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Old 05-12-2019, 03:32 PM   #1
WebSlave
More varmints!

So this year I decided to try my hand again at growing some watermelons. Haven't had much luck in the past, but I'm trying things a little differently this time and hoping for the best. Planted two mounds in the area near some fruit trees, one of a variety called "Giant" and another of "Congo". This area gets a lot of sunlight, since it is a bit more open than the rest of our property. Put another section back behind the garage in one of Connie's raised bed planters. This area gets some direct sun, but the garage tends to block the harsher afternoon sun somewhat.

Anyway, the other day Connie saw that the mound with the Congo watermelon plants just starting to come up got torn up and destroyed by something. I figured probably armadillos, possums, rabbits, deer or maybe even raccoons digging around in the mound. Surprisingly, the other two areas weren't touched, even though the mound with the Giant variety had much larger plants coming up already.

So I put out the game camera to see if I could capture images of what was going on out there.



https://www.youtube.com/watch?v=oHHW-x0Drl0

I have to admit, I NEVER expected to see a couple of foxes there dancing around on that mound. What in the world they find so fascinating with that planted mound just beats the heck out of me. Basically just sand mixed with Miracle Grow planting medium, and the seeds. But they apparently are out there every night. Got one plant coming back, and I planted a few more Congo seeds just a day ago, just to see if they will make it without getting torn up too.

Anyway, I like having the foxes around, as they might be helping to keep the squirrel population in check somewhat, but not too keen on them going after the turkey chicks nor messing with my watermelon plants.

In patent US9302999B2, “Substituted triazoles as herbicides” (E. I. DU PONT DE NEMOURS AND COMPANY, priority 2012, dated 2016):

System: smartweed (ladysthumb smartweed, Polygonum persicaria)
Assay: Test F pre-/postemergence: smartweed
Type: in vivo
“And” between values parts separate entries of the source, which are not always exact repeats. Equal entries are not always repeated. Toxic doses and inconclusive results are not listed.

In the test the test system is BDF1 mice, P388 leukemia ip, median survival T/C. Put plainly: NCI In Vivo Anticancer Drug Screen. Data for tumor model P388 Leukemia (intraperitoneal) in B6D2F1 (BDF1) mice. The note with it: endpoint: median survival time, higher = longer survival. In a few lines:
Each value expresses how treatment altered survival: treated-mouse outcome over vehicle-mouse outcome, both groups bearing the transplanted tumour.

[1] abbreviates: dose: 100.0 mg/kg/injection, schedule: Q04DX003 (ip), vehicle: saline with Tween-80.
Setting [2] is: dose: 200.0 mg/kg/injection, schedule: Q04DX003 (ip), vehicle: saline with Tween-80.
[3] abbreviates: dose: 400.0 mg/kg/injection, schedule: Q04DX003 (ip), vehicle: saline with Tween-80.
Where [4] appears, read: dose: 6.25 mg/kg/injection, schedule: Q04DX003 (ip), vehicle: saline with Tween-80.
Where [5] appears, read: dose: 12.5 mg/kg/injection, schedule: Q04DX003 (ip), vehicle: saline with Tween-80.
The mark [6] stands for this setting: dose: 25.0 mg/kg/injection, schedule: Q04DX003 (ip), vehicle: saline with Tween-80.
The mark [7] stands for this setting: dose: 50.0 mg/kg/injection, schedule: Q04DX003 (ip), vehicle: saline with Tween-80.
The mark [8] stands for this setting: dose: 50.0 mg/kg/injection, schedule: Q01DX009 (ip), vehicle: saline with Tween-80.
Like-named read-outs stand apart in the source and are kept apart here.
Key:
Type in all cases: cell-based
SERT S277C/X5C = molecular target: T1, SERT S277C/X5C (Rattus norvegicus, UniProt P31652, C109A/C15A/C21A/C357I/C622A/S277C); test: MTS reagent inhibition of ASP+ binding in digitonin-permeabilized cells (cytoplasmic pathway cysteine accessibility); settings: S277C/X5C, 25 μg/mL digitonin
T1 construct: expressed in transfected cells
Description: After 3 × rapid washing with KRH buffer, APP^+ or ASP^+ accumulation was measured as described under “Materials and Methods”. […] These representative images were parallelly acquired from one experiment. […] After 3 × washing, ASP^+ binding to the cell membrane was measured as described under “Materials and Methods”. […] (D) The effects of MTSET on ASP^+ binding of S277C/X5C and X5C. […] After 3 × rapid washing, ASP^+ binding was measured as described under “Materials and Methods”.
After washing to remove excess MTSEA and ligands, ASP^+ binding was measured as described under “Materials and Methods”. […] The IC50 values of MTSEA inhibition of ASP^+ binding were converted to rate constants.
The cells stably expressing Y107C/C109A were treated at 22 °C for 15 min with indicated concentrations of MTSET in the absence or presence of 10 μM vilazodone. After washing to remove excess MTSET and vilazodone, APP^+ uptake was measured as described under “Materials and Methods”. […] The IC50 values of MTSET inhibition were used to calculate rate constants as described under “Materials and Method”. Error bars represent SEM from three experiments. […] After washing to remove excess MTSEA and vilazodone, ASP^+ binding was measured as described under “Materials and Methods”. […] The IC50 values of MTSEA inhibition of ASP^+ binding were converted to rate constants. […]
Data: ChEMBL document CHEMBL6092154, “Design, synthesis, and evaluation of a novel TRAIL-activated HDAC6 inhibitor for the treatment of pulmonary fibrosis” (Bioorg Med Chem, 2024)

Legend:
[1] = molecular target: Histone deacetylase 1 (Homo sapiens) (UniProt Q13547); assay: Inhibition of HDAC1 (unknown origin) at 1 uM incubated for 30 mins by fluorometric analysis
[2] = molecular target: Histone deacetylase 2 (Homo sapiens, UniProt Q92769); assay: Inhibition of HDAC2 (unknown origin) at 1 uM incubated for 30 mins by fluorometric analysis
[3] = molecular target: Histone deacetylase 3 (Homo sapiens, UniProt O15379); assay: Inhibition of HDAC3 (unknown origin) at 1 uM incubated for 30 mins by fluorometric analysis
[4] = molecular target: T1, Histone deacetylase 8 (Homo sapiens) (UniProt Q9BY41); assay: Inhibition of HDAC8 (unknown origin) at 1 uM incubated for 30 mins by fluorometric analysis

Old 05-12-2019, 05:46 PM   #2
JColt
Must be a scent in the miracle grow that attracts them. You can try sprinkling chili powder around and see if it discourages them.
 
Old 05-12-2019, 06:18 PM   #3
WebSlave
Perhaps, but kind of odd that the other two plantings are using the exact same medium. One of the mounds is only about 12 ft. away from the mound they are dancing about on.

Didn't have any of the foxes paying any attention to the mound last night, so maybe they have gotten this out of their system now.

Did have a rabbit right around that mound, but never went right up to it. And that was before I spotted a fox just trotting up the driveway towards the gate to the right. So if it were the scent of the rabbit the foxes were interested in, I would have thought it would be nosing around that same area.

Been pulling some ripening peaches off of one of the trees the last few days, trying to get them before the varmints discover them and ravage the tree. Other two trees should be ripening soon. Of course, makes it a challenge walking down there with the yellow flies dive bombing me the entire way and back. They seem to just know when both of my hands are full. And they will bite right through my shirt like it isn't even there.

I am becoming a big fan of selective extinction.
 
Old 05-12-2019, 07:17 PM   #4
JColt
My neighbor always has a garden going and I can always hear him complaining about squirrels, opossums, raccoons and the occasional cat crapping in the bed. I say, my wife buys that stuff in the store and doesn't complain or get sunburned.

My old boss had an asparagus patch that was large enough to feed a small country. He had to fence it in and added electric to it because of deer and gophers. Every week he would cuss those animals out. Come to find out his wife or grown children would not eat it. I asked why he didn't grow anything else and his wife said, he kills everything else. He looked ready to kill her, lol.
 
Old 05-12-2019, 07:52 PM   #5
WebSlave
Yeah, I hear that!

We used to have a lot of roadside sellers every late Spring and early Summer selling fresh watermelons along the road, but that seems to be rarer and rarer every year. Just don't see them around like we used to, for some reason. If we had a steady supply of them during prime season, then heck, yeah, that would be the way to go. Nothing like getting all hot and sweaty working out in the yard and then sitting out on the screen enclosed side porch eating cold slices of watermelon to cool down.